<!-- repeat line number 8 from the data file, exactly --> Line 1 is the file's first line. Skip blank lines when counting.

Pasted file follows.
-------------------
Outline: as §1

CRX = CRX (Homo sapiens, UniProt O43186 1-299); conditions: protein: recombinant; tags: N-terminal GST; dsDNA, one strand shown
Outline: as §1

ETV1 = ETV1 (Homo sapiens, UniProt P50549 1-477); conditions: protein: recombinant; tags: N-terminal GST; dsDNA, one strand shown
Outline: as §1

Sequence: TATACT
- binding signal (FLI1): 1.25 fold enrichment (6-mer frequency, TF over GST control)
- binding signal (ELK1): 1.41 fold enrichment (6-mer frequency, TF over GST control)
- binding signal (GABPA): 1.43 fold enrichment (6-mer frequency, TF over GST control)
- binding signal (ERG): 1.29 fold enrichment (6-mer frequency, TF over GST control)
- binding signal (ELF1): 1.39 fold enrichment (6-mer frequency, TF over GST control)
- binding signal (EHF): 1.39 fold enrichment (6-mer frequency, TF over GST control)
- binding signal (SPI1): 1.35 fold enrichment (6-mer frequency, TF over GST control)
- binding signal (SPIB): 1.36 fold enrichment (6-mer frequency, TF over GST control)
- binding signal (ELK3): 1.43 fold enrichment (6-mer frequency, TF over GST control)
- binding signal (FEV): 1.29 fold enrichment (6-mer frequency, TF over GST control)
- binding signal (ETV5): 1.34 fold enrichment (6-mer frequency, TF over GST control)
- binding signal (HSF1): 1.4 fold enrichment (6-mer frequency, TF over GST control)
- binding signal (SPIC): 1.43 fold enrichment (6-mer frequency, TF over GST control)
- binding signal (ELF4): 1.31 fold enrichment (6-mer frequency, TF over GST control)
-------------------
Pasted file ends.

- binding signal (ELK1): 1.41 fold enrichment (6-mer frequency, TF over GST control)